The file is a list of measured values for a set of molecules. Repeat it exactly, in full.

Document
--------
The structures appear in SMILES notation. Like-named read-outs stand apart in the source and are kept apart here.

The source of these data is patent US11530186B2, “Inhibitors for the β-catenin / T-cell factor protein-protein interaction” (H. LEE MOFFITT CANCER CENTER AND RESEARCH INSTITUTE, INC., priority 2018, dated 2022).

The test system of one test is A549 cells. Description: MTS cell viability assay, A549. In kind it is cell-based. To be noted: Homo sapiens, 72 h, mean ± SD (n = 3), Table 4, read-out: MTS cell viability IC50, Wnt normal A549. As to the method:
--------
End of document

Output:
The structures appear in SMILES notation. Like-named read-outs stand apart in the source and are kept apart here.

The source of these data is patent US11530186B2, “Inhibitors for the β-catenin / T-cell factor protein-protein interaction” (H. LEE MOFFITT CANCER CENTER AND RESEARCH INSTITUTE, INC., priority 2018, dated 2022).

The test system of one test is A549 cells. Description: MTS cell viability assay, A549. In kind it is cell-based. To be noted: Homo sapiens, 72 h, mean ± SD (n = 3), Table 4, read-out: MTS cell viability IC50, Wnt normal A549. As to the method: